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🚀 "Post-Roe America: Politics, Privacy & the Court"

Pivot

Photo by Ian Hutchinson / Unsplash

Table of Contents

Host: Kara Swisher
Guests: Irin Carmon | Senior Correspondent | New York Magazine &
Amy Kapczynski | Professor of Law | Yale Law School &
Evan Greer | Director | Fight for the Future
Category: 🚀 Trending | Post-Roe

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Podcast’s Essential Bites:

[3:02] IC: “I was reading the Alito draft, […] [where] he recites what the state of Mississippi found about fetal life. So it's an argument in favor of the fetus's humanity to supersede the right of the pregnant person to make a decision about the future. […] The last line in the Alito passage is assuming the human form by a certain period of time. And I wanted to reassert to say, I too have a human form. And the humanity of the pregnant person has been completely erased from this majority opinion, both legally and rhetorically.”

[4:42] IC: “The legal scholar Michelle Goodwin has a really great argument which she developed in the New York Times op-ed page about how forced pregnancy is arguably a violation of the 13th amendment. It's arguably forced servitude. And she places it in the tradition of African American women in this country being forced to carry out state interests, create labor on slave plantations. And she argues that the state conscripting people to remain pregnant against their will no matter what their individual circumstances repeats that error, and repeats that sort of constitutional misunderstanding.”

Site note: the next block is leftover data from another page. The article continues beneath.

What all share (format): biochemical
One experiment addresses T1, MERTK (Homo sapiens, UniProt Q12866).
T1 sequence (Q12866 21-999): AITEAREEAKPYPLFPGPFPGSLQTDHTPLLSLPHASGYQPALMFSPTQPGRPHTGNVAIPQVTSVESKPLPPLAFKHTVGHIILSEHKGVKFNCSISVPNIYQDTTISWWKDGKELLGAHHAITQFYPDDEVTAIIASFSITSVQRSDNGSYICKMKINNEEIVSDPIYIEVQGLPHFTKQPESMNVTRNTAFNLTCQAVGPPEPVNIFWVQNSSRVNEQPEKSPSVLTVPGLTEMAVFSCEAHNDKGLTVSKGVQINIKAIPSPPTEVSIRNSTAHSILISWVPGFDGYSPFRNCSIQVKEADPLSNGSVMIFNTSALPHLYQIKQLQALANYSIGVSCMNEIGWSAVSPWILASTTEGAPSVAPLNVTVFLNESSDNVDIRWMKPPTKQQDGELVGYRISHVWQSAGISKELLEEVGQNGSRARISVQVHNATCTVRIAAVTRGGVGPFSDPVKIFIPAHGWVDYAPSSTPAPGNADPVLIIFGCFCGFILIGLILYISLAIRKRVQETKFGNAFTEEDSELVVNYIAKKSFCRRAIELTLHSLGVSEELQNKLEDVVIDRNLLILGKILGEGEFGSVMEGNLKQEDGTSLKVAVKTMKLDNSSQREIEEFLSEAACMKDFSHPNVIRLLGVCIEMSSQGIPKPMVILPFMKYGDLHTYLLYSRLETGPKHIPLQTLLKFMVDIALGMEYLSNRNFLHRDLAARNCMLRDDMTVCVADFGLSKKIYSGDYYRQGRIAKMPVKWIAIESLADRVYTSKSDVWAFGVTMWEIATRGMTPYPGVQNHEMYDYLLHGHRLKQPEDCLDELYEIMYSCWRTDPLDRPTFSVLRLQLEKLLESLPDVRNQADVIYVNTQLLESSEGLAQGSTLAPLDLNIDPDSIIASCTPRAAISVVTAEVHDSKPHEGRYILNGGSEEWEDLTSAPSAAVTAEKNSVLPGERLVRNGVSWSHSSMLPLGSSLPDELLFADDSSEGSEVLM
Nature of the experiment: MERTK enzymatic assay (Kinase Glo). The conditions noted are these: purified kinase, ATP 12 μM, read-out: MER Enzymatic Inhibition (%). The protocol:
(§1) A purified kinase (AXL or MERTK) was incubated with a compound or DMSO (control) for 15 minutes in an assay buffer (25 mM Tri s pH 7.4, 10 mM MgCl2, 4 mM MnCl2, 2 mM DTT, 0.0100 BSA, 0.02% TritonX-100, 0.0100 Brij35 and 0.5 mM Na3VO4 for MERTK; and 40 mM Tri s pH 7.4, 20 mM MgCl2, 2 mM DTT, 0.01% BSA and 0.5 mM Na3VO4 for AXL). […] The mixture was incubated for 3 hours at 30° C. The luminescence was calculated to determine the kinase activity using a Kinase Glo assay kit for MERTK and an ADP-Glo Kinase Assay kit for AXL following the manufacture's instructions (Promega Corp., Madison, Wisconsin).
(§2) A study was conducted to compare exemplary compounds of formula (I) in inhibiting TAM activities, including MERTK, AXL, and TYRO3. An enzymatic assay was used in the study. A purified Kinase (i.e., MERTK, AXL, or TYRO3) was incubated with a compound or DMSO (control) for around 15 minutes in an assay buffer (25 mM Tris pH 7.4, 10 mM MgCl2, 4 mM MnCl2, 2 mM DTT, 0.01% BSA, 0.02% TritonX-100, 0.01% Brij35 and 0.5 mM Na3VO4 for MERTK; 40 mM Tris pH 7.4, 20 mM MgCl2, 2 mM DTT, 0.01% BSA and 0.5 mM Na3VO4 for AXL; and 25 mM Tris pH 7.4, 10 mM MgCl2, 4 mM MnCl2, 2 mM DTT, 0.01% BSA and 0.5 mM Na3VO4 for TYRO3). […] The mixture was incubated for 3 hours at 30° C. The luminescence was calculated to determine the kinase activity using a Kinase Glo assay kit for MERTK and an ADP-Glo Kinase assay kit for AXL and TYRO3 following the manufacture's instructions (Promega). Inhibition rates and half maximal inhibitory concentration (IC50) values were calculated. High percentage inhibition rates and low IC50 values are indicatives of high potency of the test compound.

[5:59] IC: “Nine states have trigger laws on the books that say that if Roe is overturned, abortion is illegal. And then there are other states that have more ambiguity, like they have pre-Roe bans still on the books, or they have restrictions that might conflict with each other, or they're going to pass some now. But we think that in 26 states it’s going to either be totally illegal or severely restricted to access an abortion.

[16:12] IC: “We were told by Kavanaugh concurrence that this is just about restoring it to the states. So why is Mike Pence and and Senate Republicans, why are they so interested in a national abortion ban? That doesn't sound like returning it to the states. And that doesn't sound like people in California and New York are going to be able to get abortions, which is what we're being told […]. I also think let's not lose track of the Republican Party is what gave us Samuel Alito, Clarence Thomas, long before Trump. And they are very eager to seize their opportunity to pass a national abortion ban and perhaps even personhood that could affect contraception, IVF, and reverberations that people now are calling scare tactics, but if you look at their agenda, it's right there in black and white.”

[20:20] AK: “I think what [the ruling] says about the court is that you have a very emboldened five members, with I would say, fairly extreme views that's just starting to feel its power. And that is willing to do things that are contrary to, I think, the majority of Americans want to fulfill visions that they have of the Constitution of what it should mean. […] They're just starting to feel that power and exercise it in some pretty frightening ways, in my view.